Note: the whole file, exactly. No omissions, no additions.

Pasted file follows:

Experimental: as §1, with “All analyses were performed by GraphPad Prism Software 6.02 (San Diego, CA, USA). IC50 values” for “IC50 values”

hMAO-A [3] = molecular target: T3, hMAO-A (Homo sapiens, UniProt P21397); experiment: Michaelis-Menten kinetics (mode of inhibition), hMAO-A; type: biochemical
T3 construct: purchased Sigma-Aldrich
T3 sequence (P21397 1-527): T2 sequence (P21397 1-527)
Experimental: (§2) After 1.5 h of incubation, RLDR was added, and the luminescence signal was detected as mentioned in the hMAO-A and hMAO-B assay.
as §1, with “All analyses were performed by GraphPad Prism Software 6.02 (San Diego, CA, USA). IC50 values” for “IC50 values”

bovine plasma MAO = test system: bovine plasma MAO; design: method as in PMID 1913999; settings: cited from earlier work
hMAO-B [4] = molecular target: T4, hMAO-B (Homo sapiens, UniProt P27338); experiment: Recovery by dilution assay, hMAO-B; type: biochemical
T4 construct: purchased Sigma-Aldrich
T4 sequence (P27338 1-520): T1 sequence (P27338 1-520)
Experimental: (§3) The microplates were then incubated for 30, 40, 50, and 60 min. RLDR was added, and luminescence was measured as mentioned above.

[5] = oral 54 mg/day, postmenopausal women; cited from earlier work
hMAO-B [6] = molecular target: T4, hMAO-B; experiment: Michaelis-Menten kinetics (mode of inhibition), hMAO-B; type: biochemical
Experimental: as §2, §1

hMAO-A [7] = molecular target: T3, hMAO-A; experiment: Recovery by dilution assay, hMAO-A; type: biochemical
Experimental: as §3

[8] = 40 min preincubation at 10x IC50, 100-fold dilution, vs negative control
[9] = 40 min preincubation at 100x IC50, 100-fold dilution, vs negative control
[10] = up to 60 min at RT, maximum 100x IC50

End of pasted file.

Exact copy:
Experimental: as §1, with “All analyses were performed by GraphPad Prism Software 6.02 (San Diego, CA, USA). IC50 values” for “IC50 values”

hMAO-A [3] = molecular target: T3, hMAO-A (Homo sapiens, UniProt P21397); experiment: Michaelis-Menten kinetics (mode of inhibition), hMAO-A; type: biochemical
T3 construct: purchased Sigma-Aldrich
T3 sequence (P21397 1-527): T2 sequence (P21397 1-527)
Experimental: (§2) After 1.5 h of incubation, RLDR was added, and the luminescence signal was detected as mentioned in the hMAO-A and hMAO-B assay.
as §1, with “All analyses were performed by GraphPad Prism Software 6.02 (San Diego, CA, USA). IC50 values” for “IC50 values”

bovine plasma MAO = test system: bovine plasma MAO; design: method as in PMID 1913999; settings: cited from earlier work
hMAO-B [4] = molecular target: T4, hMAO-B (Homo sapiens, UniProt P27338); experiment: Recovery by dilution assay, hMAO-B; type: biochemical
T4 construct: purchased Sigma-Aldrich
T4 sequence (P27338 1-520): T1 sequence (P27338 1-520)
Experimental: (§3) The microplates were then incubated for 30, 40, 50, and 60 min. RLDR was added, and luminescence was measured as mentioned above.

[5] = oral 54 mg/day, postmenopausal women; cited from earlier work
hMAO-B [6] = molecular target: T4, hMAO-B; experiment: Michaelis-Menten kinetics (mode of inhibition), hMAO-B; type: biochemical
Experimental: as §2, §1

hMAO-A [7] = molecular target: T3, hMAO-A; experiment: Recovery by dilution assay, hMAO-A; type: biochemical
Experimental: as §3

[8] = 40 min preincubation at 10x IC50, 100-fold dilution, vs negative control
[9] = 40 min preincubation at 100x IC50, 100-fold dilution, vs negative control
[10] = up to 60 min at RT, maximum 100x IC50